Chinese ostentation is not something we usually think about. It hides in our consciousness behind the gauze screen of quaint visage. We summon up images of a million imperial drones attending the Forbidden City easily enough, and for some strange reason we think it harmless: an artifact of the past. Yet, we somehow miss entirely the ten million commune-capitalist drones making poison toys, quivering in expectation of yet another fat fish dinner. Anyone who spends any time whatsoever in the "new" China will walk away impressed by the sheer weight of swaggering Chinese arrogance.
The latest example is of course China's new "tulku law." We have previously posted the complete, authoritative text of this regulation in translation. You can read it for your own interpretation of what it actually means. According to the Reuters item we reprinted yesterday, "The new rules, which went into force on Sept. 1, bar any Buddhist monk living outside China from seeking reincarnation for himself or recognising a 'living Buddha'."
We thought it would be entertaining to collect the reactions of Western tulkus to this assertion. First, we interviewed Alyce Zeoli:
DTBA: What can you say about western tulkus, just from your own perspective, and in light of the new Chinese regulations?
ALYCE: One can only state the patently obvious: That the boundless compassionate intention of the Bodhisattvas cannot be contained by man-made borders, by time or by space. Nor can Bodhicitta be limited in it's capacity by ignorant opinions. Beyond that, what can one say to such fixed ideation?
DTBA: Should we even enter into a dialogue about this?
ALYCE: [W]e just jump in the viper pit with them. Why should we do that? It is just more war.
Next, we visited an interview Tenpa Rinpoche gave on the subject late last year, with a broadcast journalist from Great Britain:
INT: How do the Chinese regulations touch you personally?
TENPA: I already have Chinese documentation that acknowledges whatever arbitrary status it is that some people may believe I have, and some other people may believe I don't have, and I myself could care less about, and I received this in advance of the new regulations. I telephoned the Chinese Consulate and asked them what obligations, if any, I have under the new regulations and they told me that they didn't know; they had no instructions on how to implement these. Other than that, these regulations don't have any bearing on me as a person. They may impact my travel in the region, that sort of thing, but I never really have any problems in that regard.
INT: Do the Chinese make you sign the "promise not to preach" the way they typically do? And have you ever been asked to make a statement against His Holiness?
TENPA: I have never been asked to sign that, but I know many people who have. Neither has anyone ever asked me to say or sign anything against His Holiness. My activities on the Mainland are completely apolitical, and this to the extent that I have personal friends who are well-placed government officials. They visit me to get away from politics, I visit them to talk about hobbies, that sort of thing, and they clearly understand I do not involve myself in China's internal politics. I have opinions, like everybody else, but there is no law against having opinions. The thing to remember is that there is public diplomacy and then there is the reality of what people actually believe. The issue of Tibetan Buddhism in China is far, far different from that which is portrayed in the West by activists and so forth.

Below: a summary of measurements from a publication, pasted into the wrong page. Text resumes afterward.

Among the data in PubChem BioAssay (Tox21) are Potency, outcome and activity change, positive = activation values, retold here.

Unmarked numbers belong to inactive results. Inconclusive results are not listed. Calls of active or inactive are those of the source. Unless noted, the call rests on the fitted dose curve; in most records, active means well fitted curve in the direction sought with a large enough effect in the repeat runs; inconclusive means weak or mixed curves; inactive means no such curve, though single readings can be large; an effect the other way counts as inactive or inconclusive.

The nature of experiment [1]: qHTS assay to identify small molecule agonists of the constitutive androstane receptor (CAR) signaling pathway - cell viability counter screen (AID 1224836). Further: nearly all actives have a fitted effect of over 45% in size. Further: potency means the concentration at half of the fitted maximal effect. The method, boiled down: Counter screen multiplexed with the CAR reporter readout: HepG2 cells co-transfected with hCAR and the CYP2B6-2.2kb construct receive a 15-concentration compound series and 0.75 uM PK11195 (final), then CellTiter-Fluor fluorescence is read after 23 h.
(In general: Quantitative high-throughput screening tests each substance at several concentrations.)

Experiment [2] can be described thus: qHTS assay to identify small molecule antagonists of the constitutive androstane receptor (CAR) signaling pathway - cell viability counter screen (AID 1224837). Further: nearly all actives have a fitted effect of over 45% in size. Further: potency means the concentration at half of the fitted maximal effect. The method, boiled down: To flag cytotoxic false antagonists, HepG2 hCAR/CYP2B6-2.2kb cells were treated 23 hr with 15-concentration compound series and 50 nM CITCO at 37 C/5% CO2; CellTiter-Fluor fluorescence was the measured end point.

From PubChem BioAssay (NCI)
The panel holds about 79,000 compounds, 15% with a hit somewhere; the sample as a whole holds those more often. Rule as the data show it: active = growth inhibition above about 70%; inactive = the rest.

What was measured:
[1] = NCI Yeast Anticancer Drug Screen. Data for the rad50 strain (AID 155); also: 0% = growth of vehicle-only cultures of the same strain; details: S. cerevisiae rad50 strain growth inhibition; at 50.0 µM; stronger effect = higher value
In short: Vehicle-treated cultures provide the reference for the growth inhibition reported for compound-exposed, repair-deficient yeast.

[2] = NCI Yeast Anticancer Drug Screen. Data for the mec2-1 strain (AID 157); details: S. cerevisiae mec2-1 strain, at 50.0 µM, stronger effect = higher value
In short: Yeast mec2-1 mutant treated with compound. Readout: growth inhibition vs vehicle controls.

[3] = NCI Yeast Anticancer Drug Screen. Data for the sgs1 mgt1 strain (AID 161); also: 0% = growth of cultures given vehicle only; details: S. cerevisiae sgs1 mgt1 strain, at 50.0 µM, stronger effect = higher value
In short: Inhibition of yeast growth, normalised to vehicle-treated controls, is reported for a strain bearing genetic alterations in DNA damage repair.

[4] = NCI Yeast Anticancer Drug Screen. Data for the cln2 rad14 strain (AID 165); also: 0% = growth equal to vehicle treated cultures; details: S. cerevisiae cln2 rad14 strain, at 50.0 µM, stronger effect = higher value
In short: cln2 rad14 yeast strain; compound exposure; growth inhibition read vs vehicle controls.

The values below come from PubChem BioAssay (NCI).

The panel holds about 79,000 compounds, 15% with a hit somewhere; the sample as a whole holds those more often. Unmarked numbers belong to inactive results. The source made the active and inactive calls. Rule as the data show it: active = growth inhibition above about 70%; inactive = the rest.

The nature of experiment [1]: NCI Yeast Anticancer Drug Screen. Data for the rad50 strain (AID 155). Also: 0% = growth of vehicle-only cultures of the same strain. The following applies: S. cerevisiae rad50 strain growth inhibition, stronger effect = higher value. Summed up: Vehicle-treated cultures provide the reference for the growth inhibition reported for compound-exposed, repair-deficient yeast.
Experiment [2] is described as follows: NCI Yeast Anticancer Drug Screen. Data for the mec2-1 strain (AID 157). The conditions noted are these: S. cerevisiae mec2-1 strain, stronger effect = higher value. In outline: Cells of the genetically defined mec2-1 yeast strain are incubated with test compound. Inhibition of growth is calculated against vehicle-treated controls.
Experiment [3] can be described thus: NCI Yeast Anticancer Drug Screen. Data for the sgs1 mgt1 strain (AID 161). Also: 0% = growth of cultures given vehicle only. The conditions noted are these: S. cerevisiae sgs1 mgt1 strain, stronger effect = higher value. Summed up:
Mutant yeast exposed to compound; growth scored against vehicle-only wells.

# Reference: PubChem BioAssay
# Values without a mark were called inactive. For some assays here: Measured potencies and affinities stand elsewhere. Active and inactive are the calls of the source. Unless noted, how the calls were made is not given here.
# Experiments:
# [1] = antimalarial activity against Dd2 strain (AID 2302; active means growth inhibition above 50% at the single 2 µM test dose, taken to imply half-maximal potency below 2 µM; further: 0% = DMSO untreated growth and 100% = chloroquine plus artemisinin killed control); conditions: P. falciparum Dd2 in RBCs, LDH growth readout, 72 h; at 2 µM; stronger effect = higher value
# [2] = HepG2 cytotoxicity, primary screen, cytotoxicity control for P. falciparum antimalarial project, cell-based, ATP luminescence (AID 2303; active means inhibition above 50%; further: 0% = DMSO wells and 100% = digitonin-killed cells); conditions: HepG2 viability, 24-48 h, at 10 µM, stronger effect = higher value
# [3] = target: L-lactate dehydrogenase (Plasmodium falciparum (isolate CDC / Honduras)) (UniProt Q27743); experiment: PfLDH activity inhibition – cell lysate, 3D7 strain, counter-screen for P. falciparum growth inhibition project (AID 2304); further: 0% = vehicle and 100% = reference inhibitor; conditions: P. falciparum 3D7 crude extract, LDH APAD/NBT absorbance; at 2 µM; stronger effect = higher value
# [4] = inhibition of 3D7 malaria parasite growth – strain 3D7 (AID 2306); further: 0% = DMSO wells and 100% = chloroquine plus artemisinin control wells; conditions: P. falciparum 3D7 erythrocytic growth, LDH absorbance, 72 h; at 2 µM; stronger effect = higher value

INT: How is that?
TENPA: Nobody in China believes for five seconds that the government can control how or where a tulku chooses to manifest. They understand that the government can show up with tanks, but they harbor no illusions the government can do anything else. So, it is a non-issue. Really, it is something like a joke the government played on itself. People all over the world are just laughing.
So here are two not entirely dissimilar opinions that seem to dismiss the issue out of hand. The Dalai Lama's spokesmen, in contrast, meet the issue directly and isn't that what gives it velocity? They state it is directed squarely at His Holiness, in a ham-fisted attempt to control who will be the Fifteenth Dalai Lama, as if this were possible. The identity of the Fifteenth Dalai Lama is decided by the Fourteenth Dalai Lama, and this is something extraordinary that the entire world will get to witness. Can you imagine the impact on the countless beings of this world when the Fifteenth Dalai Lama gives unmistakable evidence that yes, indeed, he is back again in a new envelope? I hope you will not think me silly, but the issue of recognizing the 15th is moot: what would it be like if you met the 14th, and then you met the 15th, and he recognized you?
Clearly, the impact of the new regulations goes far beyond His Holiness, because it reaches into the lives of all other tulkus. It will be most keenly felt in Tibet, of course, but in the West -- in the new home of the Dharma in the 21st century -- it would seem that China's bluster will have absolutely no impact at all.
Isn't that why there are Western tulkus?